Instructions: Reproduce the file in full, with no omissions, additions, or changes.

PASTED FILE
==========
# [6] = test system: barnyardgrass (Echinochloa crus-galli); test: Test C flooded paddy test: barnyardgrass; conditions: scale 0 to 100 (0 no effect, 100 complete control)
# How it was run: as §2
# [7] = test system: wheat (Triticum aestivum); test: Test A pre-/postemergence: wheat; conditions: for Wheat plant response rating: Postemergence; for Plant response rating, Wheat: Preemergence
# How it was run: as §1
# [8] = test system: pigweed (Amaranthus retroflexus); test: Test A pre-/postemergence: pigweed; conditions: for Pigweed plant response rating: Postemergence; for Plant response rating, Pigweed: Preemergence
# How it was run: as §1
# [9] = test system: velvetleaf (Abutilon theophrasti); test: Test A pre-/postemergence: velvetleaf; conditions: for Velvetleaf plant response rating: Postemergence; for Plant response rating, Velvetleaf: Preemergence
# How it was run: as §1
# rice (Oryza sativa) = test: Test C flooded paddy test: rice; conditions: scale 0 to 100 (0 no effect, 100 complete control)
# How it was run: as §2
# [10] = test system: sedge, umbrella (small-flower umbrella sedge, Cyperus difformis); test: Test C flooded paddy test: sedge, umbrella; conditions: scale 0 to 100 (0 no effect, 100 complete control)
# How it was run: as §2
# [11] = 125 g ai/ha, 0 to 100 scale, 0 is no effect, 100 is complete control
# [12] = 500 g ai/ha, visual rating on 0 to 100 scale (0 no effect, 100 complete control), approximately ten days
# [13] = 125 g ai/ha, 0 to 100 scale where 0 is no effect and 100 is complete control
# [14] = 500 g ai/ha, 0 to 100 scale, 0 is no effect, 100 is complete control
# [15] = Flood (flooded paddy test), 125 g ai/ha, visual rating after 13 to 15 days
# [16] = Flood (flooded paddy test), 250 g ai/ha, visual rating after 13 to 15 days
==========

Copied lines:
# [6] = test system: barnyardgrass (Echinochloa crus-galli); test: Test C flooded paddy test: barnyardgrass; conditions: scale 0 to 100 (0 no effect, 100 complete control)
# How it was run: as §2
# [7] = test system: wheat (Triticum aestivum); test: Test A pre-/postemergence: wheat; conditions: for Wheat plant response rating: Postemergence; for Plant response rating, Wheat: Preemergence
# How it was run: as §1
# [8] = test system: pigweed (Amaranthus retroflexus); test: Test A pre-/postemergence: pigweed; conditions: for Pigweed plant response rating: Postemergence; for Plant response rating, Pigweed: Preemergence
# How it was run: as §1
# [9] = test system: velvetleaf (Abutilon theophrasti); test: Test A pre-/postemergence: velvetleaf; conditions: for Velvetleaf plant response rating: Postemergence; for Plant response rating, Velvetleaf: Preemergence
# How it was run: as §1
# rice (Oryza sativa) = test: Test C flooded paddy test: rice; conditions: scale 0 to 100 (0 no effect, 100 complete control)
# How it was run: as §2
# [10] = test system: sedge, umbrella (small-flower umbrella sedge, Cyperus difformis); test: Test C flooded paddy test: sedge, umbrella; conditions: scale 0 to 100 (0 no effect, 100 complete control)
# How it was run: as §2
# [11] = 125 g ai/ha, 0 to 100 scale, 0 is no effect, 100 is complete control
# [12] = 500 g ai/ha, visual rating on 0 to 100 scale (0 no effect, 100 complete control), approximately ten days
# [13] = 125 g ai/ha, 0 to 100 scale where 0 is no effect and 100 is complete control
# [14] = 500 g ai/ha, 0 to 100 scale, 0 is no effect, 100 is complete control
# [15] = Flood (flooded paddy test), 125 g ai/ha, visual rating after 13 to 15 days
# [16] = Flood (flooded paddy test), 250 g ai/ha, visual rating after 13 to 15 days